Is “cinema rage” the latest symptom of the collapse of civility? For some critics, Trainspotting has been both the nauseatingly impressive revelation of the year and proof that the underclass cannot get much lower. It struck them like a smack in the gob. To me, it was a sort of Clockwork Orange II, in which Stanley Kubrick’s dandyism and Anthony Burgess’s skittish nastiness were replaced by a nihilism which almost dispensed with any notion of decency. The only hopeful sign was that it was brilliantly acted. A sheet full of shite could hardly have been thrown more expertly in the public’s face. Those who want such films not to be made are, I suspect, more often hired enemies of Channel 4 than lovers of the cinema. The cloacal crudeness of Trainspotting is the best thing British cinema has produced in years.
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the screened screams of Scottish yobs are not what I mean by “cinema rage,” which is akin to road rage. The road rager hears a heroic soundtrack in his head and imagines that other people are expendable extras in his private movie. The steel sheath which we command is said to be the reason for our verbose intemperance, but it does generally allow us to keep our obscenities to ourselves.
“Cinema rage” is the fury displayed in cinemas by people whose conduct is in any way criticised by other, as they used to say, patrons. On the whole, people do not smoke when asked not to, but nothing can prevent some of them from talking. Usually these garrulous solipsists sit behind me, but what I am about to recount happened to my son Paul, who is a film producer and, despite his uncreased appearance, a respectable citizen of almost 40 years.
On the penultimate Saturday of August, he and his pregnant wife went to see The Godfather at the Chelsea Cinema. It was a matin?e. As the lights went down, an Important Intellectual and Humanist, with a female companion, chose to sit behind Paul and Jina. An intermittent series of footnotes on the movie ensued. Paul and Jina turned and gave the Humanist the usual pleading glares, without effect. The pundit did not whisper; he talked, not infrequently, in the famous voice. Perhaps he thought it a bonus that so sagacious a commentator should be in the house.
As he left, Paul-who is in no way given to the astringencies he deplores in his father-said to the Humanist, “I should have thought that you would know that it is rude to talk during a film.” The Humanist first offered money (which was refused) and then denied that he had talked. On being politely corrected, he condescended to admit having done so, but only “three or four times for thirty seconds.” “And you find that acceptable, do you?” Paul said. The Humanist’s bluster led Paul to accuse him of being aggressive; he, of course, made the same accusation, which was repudiated. The Man of Culture then said, “Let us say that we are being symmetrically aggressive,” which prompted Paul to say, “You’re very clever, aren’t you?”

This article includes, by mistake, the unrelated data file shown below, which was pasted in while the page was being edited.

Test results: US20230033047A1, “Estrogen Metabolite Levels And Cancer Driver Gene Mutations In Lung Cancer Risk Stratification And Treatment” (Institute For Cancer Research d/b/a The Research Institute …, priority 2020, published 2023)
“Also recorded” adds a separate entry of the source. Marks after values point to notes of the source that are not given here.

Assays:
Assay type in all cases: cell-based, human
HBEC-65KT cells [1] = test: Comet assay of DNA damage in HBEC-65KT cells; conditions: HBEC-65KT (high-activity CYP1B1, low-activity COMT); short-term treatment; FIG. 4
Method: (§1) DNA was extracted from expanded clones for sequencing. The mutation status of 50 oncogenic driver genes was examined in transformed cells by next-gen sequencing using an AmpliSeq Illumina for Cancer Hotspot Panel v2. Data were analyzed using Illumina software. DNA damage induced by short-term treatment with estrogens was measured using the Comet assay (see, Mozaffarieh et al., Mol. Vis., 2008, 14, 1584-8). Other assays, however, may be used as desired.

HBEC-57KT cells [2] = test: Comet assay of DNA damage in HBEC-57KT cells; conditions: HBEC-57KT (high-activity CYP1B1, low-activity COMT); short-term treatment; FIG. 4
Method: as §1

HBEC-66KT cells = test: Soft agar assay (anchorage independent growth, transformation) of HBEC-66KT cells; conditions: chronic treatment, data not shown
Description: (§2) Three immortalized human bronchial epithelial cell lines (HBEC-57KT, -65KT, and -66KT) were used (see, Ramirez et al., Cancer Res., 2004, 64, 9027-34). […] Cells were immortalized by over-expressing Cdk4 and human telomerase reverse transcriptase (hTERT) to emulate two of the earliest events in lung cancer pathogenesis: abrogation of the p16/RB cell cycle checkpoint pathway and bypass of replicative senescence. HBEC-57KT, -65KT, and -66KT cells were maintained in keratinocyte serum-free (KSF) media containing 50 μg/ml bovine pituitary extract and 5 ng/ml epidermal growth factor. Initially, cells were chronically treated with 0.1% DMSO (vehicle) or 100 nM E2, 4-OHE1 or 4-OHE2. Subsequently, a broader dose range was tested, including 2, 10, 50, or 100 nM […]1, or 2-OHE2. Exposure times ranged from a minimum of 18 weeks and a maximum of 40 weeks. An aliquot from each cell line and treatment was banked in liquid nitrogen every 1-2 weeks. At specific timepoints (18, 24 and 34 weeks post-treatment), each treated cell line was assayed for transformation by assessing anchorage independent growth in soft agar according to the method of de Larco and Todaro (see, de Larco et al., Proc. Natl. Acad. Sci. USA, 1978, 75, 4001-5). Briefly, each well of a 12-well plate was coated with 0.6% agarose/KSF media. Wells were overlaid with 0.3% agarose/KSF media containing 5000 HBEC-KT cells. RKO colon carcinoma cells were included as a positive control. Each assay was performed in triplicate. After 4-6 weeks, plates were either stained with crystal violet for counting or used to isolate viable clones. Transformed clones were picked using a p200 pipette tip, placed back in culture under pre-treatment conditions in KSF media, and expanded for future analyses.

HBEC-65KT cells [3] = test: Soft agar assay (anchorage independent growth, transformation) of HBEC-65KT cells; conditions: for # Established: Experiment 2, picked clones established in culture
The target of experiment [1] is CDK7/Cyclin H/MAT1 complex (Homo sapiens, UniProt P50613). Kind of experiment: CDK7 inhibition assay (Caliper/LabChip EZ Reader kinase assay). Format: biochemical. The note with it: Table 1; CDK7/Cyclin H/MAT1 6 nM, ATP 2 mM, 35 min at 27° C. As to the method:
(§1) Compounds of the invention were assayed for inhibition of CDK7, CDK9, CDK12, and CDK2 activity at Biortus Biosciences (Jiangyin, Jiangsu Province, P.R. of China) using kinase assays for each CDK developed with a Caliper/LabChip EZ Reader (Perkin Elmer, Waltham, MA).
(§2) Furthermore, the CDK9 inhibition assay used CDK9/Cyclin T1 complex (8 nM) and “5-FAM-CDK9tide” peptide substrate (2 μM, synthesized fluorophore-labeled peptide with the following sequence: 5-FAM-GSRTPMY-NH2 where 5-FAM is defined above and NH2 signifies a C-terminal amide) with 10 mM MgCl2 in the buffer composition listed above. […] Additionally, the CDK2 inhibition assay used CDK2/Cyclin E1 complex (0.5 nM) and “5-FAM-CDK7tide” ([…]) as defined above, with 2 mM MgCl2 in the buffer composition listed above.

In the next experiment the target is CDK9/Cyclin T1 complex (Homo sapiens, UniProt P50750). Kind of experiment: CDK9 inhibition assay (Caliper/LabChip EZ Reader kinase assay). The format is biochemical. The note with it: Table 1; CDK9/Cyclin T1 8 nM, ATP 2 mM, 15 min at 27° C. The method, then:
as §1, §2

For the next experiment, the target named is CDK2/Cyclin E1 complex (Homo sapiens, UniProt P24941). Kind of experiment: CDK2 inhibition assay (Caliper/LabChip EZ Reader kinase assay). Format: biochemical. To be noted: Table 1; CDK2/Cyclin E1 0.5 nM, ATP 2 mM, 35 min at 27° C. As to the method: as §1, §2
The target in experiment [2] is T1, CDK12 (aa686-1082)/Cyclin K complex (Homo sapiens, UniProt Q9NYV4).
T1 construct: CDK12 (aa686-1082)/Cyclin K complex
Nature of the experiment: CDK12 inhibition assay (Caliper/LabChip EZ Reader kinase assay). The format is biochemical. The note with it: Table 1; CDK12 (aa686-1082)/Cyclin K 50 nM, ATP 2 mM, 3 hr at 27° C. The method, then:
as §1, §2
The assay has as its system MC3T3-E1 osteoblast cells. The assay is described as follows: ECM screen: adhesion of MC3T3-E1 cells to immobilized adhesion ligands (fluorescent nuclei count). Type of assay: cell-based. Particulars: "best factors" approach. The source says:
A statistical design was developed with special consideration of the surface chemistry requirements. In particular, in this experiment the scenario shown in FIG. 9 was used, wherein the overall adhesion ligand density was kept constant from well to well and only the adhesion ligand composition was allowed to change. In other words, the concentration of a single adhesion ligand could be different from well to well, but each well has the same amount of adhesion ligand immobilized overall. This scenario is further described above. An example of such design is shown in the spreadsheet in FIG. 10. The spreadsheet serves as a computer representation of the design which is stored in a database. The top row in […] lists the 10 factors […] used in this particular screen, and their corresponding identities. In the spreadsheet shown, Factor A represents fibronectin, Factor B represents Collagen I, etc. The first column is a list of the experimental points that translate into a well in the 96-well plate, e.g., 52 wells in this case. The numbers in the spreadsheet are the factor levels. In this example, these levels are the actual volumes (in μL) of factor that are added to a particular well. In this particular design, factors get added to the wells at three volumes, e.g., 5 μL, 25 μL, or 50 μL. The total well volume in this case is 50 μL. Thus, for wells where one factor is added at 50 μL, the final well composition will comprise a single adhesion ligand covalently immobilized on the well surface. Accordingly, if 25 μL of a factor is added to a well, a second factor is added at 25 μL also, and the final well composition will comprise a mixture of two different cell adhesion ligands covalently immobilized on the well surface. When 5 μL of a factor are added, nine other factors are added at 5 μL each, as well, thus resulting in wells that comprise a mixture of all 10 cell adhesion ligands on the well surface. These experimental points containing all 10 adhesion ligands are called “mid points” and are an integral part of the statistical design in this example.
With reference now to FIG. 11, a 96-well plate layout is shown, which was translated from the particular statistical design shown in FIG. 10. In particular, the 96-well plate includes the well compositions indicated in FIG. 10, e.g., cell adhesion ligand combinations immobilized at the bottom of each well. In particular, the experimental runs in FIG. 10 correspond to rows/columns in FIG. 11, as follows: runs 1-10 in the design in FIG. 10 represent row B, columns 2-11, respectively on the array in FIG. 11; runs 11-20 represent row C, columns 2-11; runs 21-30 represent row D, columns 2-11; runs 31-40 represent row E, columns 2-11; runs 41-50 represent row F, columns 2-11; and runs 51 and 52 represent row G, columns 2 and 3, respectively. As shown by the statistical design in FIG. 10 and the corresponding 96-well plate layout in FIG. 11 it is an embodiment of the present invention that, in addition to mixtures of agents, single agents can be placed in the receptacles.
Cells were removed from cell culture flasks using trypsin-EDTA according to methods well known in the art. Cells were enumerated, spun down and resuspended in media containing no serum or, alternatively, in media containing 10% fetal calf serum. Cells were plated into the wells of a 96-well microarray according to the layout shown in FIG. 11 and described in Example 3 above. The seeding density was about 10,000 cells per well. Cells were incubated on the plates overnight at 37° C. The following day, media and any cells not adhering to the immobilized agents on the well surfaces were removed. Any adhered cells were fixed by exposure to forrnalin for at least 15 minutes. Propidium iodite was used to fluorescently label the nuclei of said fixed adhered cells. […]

The compliment was not well taken. As Paul left the scene, the Humanist shouted after him, calling him both a cunt and a fucking cunt, as his versatile wit inclined him.
With the Humanist still yelling, Paul and Jina walked out into the street. The Humanist came charging after them and hit Paul on the shoulder with a ?20 note, saying, “Take it, you cunt.” Paul allowed the money to fall to the pavement, upon which the Leading Intellectual, not to say Artistic Legend, said, “Pick it up, you cunt.” Paul looked him in the eye, pointed a finger and walked away.
I was not there, but I am sure that Paul is telling the truth when he says that he neither raised his voice nor used any obscene language. Having behaved with such unsubtle self-importance, the Humanist had neither the grace to apologise nor even the self-protective shrewdness to recognise that he was abusing the son of someone he had known for over 40 years and who had once looked not unlike the object of his inexcusable rage.
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the offer of money may seem something like an apology, but was it? Money, as the same Leading Intellectual once lectured me, is-like chocolate-a Freudian equivalent of shit. Thus A Man of Refinement, under the mildest of merited reproaches, revealed himself to be a cousin under the thin skin to the no-hoper in Trainspotting whose (inadvertent) spraying of decent people with shit was taken, by some critics, to be an affront to human decency and/or Scotland.
I have no doubt that should the Humanist care or dare to reveal his identity, he will offer a variant, self-justifying form of the above narrative. It hardly matters what he says or does not say. Something pettily horrifying happened in Chelsea that day, not only because a supposedly Great Man had no manners but also because-despite being a self-proclaimed “Socialist”-he imagined that fame and cash entitled him to abuse someone who, to him, was of no human account whatever. He was lucky that Paul, who is strong and no coward, did not put him in the hospital as he deserved. And then, of course, we should have had earnest questions asked about the safety of Great Men on our streets.